Who communicates and what they communicate makes all the difference. Communication is a two-way street and we all should be part of the public conversation about major issues that affect our quality of life today.

Religious Politics

Two stories that point to what it would be like and where we are headed if some folks get their way.

First, what it would be like. (Church Kicks Out Members Who Don’t Back Bush )

Second, where we could be heading. (Filibuster Fray Lifts Profile of Minister )

ABC, Give Me A Break!

ABC accepts an ad from James Dobson’s Focus on the Family and a spokesperson says with (I hope she could keep a straight face) The ABC Television Network does not accept ads from organizations which present religious doctrine.” But who does ABC apply this to? The United Church of Christ, not Focus on the Family. While refusing an UCC ad on inclusiveness, ABC sells time to Focus on the Family which is an organization expressly critical of the word inclusion. Give me a break!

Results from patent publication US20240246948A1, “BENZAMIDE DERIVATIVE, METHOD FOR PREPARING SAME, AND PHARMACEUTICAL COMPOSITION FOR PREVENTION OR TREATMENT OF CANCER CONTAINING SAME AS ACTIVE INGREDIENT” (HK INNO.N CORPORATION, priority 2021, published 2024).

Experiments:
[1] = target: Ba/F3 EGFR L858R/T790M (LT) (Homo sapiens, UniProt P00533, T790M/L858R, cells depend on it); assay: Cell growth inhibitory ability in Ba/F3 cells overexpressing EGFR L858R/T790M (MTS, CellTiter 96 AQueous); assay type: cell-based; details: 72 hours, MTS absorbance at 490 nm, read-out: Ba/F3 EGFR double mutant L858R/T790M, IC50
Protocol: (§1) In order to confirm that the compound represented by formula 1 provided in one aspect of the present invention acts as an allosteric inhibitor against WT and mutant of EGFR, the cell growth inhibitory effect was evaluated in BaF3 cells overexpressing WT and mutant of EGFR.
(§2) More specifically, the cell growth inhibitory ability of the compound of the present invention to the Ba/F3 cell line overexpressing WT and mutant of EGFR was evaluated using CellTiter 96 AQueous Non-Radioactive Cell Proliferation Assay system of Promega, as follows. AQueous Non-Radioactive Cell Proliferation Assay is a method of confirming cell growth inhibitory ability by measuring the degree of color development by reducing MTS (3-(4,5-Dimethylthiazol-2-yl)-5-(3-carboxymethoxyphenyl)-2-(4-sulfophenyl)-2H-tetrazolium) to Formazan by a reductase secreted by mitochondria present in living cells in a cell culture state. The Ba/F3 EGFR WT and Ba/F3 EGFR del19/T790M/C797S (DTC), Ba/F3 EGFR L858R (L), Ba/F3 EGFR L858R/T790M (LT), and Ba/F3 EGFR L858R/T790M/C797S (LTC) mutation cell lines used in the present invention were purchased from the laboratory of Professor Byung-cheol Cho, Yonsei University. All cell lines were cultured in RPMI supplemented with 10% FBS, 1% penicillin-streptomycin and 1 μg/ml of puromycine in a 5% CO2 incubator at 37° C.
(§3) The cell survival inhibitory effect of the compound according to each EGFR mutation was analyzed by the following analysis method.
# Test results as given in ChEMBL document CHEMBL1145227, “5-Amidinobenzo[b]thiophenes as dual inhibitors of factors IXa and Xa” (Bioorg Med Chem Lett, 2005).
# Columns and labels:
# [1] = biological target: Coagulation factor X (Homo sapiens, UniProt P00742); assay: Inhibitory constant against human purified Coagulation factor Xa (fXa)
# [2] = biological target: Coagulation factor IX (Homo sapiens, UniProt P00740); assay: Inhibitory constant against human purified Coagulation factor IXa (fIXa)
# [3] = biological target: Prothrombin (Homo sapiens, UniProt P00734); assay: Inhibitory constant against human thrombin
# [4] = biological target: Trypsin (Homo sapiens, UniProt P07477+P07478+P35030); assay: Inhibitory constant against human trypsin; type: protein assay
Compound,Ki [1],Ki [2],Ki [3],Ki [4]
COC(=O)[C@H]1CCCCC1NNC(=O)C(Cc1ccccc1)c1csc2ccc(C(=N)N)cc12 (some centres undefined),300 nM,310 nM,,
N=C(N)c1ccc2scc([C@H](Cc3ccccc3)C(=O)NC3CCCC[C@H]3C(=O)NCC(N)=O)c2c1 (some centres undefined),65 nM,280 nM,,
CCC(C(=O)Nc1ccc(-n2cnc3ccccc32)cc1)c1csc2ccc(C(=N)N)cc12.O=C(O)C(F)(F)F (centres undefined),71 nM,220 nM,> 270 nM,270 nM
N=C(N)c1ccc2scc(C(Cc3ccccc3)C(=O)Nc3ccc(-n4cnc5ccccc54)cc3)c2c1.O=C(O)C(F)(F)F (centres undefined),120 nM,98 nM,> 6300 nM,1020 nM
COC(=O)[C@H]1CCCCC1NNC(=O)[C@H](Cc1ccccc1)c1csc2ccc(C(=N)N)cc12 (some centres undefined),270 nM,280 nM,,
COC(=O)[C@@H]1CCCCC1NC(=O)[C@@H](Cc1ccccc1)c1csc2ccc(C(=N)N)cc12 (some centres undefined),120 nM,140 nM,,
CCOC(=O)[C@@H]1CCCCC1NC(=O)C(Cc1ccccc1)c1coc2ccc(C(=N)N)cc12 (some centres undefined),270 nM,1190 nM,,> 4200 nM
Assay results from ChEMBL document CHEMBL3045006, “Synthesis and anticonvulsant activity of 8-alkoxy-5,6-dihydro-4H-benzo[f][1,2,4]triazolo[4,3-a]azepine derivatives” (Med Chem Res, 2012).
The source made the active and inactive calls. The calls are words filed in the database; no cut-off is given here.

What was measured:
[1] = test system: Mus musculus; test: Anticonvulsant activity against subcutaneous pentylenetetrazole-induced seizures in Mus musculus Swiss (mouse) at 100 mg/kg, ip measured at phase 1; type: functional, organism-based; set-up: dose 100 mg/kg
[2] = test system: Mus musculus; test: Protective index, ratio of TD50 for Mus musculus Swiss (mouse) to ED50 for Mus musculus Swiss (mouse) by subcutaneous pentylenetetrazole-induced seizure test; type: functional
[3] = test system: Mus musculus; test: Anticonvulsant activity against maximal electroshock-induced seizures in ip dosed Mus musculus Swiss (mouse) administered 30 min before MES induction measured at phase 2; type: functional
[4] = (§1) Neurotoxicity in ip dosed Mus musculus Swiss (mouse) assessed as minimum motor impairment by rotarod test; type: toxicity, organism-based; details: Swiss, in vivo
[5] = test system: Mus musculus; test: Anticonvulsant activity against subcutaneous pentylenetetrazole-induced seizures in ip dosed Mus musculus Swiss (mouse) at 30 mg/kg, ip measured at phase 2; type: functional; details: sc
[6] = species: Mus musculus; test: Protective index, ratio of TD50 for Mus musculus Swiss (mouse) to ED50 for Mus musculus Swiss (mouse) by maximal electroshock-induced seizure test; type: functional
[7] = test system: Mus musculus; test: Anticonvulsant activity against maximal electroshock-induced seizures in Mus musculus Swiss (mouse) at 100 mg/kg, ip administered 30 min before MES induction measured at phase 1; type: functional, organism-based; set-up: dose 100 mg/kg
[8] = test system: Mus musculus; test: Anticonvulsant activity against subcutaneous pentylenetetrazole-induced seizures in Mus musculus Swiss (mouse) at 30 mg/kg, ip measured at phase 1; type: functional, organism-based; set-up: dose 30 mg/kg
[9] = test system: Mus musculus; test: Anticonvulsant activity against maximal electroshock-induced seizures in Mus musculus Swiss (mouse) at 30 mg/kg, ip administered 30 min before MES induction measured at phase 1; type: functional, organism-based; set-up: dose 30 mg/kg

By his own statements everything Dobson does he does because of his doctrinal mission to shape the world according to his religious beliefs. From telling parents how to parent, to telling the Supreme Court how to judge cases, his self-proclaimed mission is to create a social order based on his religious values.

ABC knows this. This is the man who equated the black-robed judges of our judicial system with white-robed Ku Klux Klan members. This is the man who called Sponge-Bob immoral, for crying out loud. Nothing escapes his moral judgement and his morals are rooted in his religious beliefs.

I don’t care that they sell time to Focus on the Family. But I do care that they refuse the UCC and characterize this mainstream voice as espousing religious doctrine while ignoring the overtly and aggressive, on-the-record messages of Focus on the Family that are clearly doctrinaire.